4 > Never going back to in person. All my stuff at my fingertips, without having to bother lugging my GMing gear to someone else's place. Infinite numbers of quality players available to replace any player losses. Not ever putting up with some marginal player simply because his or her best friend/Sig other is also in the group, and I need to make headcount.

I used a VTT for the last decade of F2F gaming; the hassle of physical battle maps and minis is not something I miss.

The ability to effortlessly present players with props and handouts in a variety of methods without breaking the flow of gaming.

Frankly, online, computerized gaming is the best thing I have seen happen to gaming since I started in 1979. I can't imagine going back in any way or form .
 

BigJackBrass

Explorer
To a degree it depends on the game: Hero Designer is very useful indeed for creating characters if we're playing Champions, but for something like Fudge a character generator is largely superfluous.

For a long time now my scattered group has been gaming via video call (Jitsi these days, since Google canned Hangouts) with great success. Everyone misses playing around the same table, but that's not a regular option for us these days. We each roll our own dice, use paper or PDF character sheets and share handouts via Dropbox or screen-sharing. Tried Roll20 and for most of us it didn't offer anything extra that we needed but did tend to slow things down.

Unless it's a small (and usually small format) rulebook I'd prefer to use a printed copy, with a PDF being handy for copying tables, handouts, reference sheets etc. Many of the big hardback books around these days use multi-column small type and aren't easy to read on a tablet anyway.
 

aco175

Legend
My group is strictly pen and paper when we play, with a rare looking something up on a phone. I use my laptop to write the adventure and scan in maps, but at the table we all have paper sheets and plastic figures on dungeon tiles.

I never tried playing online and not sure how I would like it.
 

payn

Legend
When I play in person, I go paper character sheet and dice. I typically leave it up to the GM and/or table to look stuff up on their devices if they want. I just like being able to sit back and dive into the game with just my character in my mind. Of course, I don't do any in person gaming anymore so...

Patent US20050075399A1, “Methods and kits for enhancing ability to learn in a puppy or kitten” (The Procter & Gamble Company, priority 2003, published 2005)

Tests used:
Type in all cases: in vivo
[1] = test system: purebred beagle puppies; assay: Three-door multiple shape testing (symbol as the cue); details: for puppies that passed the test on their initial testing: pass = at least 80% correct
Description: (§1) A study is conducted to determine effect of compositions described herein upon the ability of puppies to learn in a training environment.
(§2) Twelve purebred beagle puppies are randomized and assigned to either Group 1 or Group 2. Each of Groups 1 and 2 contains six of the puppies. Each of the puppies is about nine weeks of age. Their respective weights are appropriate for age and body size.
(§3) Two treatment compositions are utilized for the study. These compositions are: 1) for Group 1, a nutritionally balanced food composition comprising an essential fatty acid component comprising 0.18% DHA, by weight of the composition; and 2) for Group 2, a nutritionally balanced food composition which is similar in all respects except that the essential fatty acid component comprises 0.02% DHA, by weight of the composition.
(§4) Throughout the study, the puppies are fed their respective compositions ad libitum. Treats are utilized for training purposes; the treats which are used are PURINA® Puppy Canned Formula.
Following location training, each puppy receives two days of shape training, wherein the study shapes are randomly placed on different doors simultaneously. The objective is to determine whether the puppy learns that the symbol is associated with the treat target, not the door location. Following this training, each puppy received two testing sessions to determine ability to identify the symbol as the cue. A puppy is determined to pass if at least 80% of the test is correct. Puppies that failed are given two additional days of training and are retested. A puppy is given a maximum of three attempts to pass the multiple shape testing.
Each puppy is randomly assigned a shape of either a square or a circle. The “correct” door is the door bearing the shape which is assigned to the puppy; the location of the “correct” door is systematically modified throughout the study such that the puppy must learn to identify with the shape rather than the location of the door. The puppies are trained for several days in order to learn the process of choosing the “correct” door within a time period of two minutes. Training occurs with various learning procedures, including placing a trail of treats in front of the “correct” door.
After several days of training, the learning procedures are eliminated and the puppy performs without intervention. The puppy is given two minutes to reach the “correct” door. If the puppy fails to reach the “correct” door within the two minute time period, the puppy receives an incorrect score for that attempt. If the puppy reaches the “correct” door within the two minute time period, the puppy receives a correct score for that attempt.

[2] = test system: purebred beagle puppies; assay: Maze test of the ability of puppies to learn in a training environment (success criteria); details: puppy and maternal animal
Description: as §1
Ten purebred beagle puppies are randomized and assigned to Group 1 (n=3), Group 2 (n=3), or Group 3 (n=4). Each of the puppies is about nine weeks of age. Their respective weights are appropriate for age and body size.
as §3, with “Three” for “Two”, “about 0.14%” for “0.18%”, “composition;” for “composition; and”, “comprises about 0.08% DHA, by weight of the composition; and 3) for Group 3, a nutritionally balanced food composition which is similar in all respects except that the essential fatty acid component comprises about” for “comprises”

I never tried playing online and not sure how I would like it.
I felt the same way, but I quickly came to love it. My biggest stressor as a GM was maintaining body count at the table in the face of RL complications. But since the switch, and even playing faily niche systems, I can replace a player in 24 hours or less, and my turnover is very low.

The beauty of Roll20 really helps; the players move across the maps, opening doors or windows, climbing terrain features to see better, while I am free of mundane descriptions and can focus on unseen NPC movement and key descriptions and narrative. Players can text me directly (aka old-school 'passing a note'), and I can pass out props and handouts with the click of a button.

Drop your lantern in a fight? I click a button and the players radius of view shrinks accordingly. AOE spell or device? Drop the pog on the map, and a colored transparent shape shows its exact area. PC on overwatch? The player drops a marker on the map. The list goes on and on.

You never realize how much time is wasted until you go to VTT. No one asking 'What does this {item} mean? How far away is Mohawk #2? Where is the door? All that information and more in in full color in front of the player. This lets everyone spend less time struggling to visualize, and more time in choosing more dynamic actions.
 

Snarf Zagyg

Notorious Liquefactionist
My answer?

I do not want to use tech for anything in my games. Nothing. Nada. Zero.

Not because I am a luddite - far from it. Instead, I would view using tech for my games as a "Busman's Holiday," in the sense that there are occasions when I need a break from technology. Sitting down with friends, chatting, rolling dice, no screens- it isn't a labor, it's a respite.